Graffiti and Street Art, Reviewed by Julia Tulke


Avramidis, Konstantinos, and Myrto Tsilimpounidi, eds.Graffiti and Street Art: Reading, Writing and Representing the City. London and New York: Routledge, 2017. 281 pp. ISBN: 9781472473332.

Key words: Street Art, Graffiti, Space, Urban Studies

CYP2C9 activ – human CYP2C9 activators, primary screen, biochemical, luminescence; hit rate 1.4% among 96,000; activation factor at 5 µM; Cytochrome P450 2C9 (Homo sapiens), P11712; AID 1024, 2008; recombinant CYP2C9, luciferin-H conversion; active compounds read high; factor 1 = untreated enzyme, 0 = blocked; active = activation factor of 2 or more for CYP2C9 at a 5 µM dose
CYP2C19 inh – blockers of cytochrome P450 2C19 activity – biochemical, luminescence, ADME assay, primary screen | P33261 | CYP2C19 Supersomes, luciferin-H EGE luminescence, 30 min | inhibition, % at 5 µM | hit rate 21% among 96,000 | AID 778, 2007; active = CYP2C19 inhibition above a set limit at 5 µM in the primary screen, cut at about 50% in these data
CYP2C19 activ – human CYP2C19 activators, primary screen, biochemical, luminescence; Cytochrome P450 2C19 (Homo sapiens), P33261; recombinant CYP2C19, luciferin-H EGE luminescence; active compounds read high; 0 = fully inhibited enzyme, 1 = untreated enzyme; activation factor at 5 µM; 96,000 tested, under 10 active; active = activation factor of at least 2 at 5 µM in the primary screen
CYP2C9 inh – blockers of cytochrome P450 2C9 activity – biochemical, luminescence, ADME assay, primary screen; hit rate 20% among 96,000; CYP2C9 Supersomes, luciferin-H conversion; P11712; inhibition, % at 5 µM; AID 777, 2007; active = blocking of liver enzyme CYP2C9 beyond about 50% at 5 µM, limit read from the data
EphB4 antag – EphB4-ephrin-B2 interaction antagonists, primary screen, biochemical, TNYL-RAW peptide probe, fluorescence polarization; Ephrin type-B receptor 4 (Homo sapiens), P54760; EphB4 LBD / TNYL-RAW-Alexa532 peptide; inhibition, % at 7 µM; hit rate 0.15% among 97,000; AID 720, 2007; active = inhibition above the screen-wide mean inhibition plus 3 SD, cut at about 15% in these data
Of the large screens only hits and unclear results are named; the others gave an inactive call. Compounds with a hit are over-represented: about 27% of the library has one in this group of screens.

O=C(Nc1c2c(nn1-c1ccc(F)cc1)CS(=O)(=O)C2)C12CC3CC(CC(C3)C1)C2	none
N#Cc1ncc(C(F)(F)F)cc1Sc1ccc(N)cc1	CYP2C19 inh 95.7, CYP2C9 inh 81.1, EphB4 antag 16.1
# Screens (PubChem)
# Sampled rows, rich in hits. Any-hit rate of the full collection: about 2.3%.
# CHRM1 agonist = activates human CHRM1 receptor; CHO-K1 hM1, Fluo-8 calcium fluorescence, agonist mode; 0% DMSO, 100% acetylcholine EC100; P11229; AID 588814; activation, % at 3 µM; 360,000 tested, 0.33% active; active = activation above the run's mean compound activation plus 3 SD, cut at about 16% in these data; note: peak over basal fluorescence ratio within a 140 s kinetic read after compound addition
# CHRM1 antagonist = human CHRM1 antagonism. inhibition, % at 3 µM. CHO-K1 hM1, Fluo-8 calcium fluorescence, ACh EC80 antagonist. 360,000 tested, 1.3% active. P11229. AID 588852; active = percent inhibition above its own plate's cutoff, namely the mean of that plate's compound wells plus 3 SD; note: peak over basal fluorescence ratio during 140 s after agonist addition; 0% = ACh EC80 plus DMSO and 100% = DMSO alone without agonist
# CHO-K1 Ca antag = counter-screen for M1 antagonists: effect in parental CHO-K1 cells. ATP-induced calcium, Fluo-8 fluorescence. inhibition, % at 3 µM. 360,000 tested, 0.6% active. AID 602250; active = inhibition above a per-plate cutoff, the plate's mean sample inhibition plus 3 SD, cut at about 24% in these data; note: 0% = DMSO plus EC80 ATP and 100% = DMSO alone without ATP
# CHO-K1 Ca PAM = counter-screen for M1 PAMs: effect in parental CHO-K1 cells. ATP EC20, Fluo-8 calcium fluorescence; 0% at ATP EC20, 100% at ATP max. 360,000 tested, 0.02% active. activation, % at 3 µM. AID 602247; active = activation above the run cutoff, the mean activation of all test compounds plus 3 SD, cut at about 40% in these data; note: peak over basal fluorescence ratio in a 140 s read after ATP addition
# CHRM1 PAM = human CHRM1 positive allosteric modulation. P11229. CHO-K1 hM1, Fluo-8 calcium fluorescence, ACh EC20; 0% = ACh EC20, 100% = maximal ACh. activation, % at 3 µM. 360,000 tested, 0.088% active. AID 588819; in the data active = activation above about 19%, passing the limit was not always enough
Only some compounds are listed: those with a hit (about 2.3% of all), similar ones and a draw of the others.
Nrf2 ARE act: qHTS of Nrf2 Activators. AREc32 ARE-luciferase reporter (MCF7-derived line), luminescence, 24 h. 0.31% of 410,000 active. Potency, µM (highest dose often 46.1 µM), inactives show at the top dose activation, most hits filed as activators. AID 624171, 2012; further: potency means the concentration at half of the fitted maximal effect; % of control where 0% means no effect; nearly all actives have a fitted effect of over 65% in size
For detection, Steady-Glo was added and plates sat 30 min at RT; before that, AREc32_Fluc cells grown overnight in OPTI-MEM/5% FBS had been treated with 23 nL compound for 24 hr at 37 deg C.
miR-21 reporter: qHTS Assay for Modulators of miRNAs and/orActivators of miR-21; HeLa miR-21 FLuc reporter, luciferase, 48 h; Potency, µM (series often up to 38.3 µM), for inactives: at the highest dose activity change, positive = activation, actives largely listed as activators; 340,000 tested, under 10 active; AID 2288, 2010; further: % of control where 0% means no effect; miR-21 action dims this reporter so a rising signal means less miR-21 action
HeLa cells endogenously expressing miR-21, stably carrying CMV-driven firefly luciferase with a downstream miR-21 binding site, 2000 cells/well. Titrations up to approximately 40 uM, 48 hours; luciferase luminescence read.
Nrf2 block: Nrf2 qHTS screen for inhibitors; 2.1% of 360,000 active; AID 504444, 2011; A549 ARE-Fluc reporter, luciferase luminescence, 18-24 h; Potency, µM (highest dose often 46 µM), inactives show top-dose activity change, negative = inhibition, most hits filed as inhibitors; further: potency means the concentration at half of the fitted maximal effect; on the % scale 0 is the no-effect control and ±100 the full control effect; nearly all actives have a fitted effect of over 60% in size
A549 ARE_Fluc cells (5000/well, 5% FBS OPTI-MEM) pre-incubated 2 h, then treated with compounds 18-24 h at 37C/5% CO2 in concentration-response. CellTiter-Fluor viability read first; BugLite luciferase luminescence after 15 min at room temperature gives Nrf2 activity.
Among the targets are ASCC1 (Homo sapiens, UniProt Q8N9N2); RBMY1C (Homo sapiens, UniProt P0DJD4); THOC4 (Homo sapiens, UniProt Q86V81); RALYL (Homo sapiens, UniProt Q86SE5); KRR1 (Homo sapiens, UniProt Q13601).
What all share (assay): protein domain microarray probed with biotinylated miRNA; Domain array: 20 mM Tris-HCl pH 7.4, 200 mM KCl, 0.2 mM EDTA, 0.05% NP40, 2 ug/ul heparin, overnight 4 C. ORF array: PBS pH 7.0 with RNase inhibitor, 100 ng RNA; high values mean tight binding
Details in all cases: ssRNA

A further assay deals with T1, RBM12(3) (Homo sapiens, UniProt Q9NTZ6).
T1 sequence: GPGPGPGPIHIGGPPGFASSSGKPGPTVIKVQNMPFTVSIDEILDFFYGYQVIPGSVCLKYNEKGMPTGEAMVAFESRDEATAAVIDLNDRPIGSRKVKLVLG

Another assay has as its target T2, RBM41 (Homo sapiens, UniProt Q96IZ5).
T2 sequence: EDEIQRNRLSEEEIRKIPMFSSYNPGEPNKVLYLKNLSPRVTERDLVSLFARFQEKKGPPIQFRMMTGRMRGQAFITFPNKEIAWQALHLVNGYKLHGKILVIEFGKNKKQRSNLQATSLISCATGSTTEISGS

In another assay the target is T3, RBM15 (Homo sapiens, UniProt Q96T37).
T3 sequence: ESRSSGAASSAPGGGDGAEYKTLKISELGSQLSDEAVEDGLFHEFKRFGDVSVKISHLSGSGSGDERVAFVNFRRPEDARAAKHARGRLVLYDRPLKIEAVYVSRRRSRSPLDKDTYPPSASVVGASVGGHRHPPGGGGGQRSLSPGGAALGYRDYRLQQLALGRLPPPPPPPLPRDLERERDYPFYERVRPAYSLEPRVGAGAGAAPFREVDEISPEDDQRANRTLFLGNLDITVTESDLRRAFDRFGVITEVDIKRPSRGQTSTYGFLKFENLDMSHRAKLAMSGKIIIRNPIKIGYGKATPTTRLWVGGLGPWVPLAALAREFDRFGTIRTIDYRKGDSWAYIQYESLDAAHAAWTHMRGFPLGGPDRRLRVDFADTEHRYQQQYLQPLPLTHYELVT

Gesturing towards the critical potentialities of an emergent field still largely “in search of academic legitimacy” (Ross et al. 2017), the essay collection Graffiti and Street Art: Reading, Writing and Representing the City, edited by architect Kostantinos Avramidis and sociologist Myrto Tsilimpounidi marks a timely intervention into the field of street art and graffiti scholarship. Comprised of fifteen contributions with disciplinary attachments to not just architecture and sociology, but also anthropology, urban geography, and criminology, the volume posits itself as “a testament to the multiple ways by which graffiti and street art have changed our ways of seeing, knowing and representing urban environments” (1). Crucially, the authors of the volume treat their objects of study—graffiti and street art—not as a static ontological field but rather as dynamic epistemological devices that allow them to examine the “poetic relationship between graffiti, social conditions, and public space” (3). In a similar manner, instead of imposing a set of framing definitions onto the reader, the editors allow multiple conceptual approaches to street art and graffiti to circulate throughout the volume alongside one another. It is precisely this strategic openness that makes Graffiti and Street Art such a productive and compelling resource.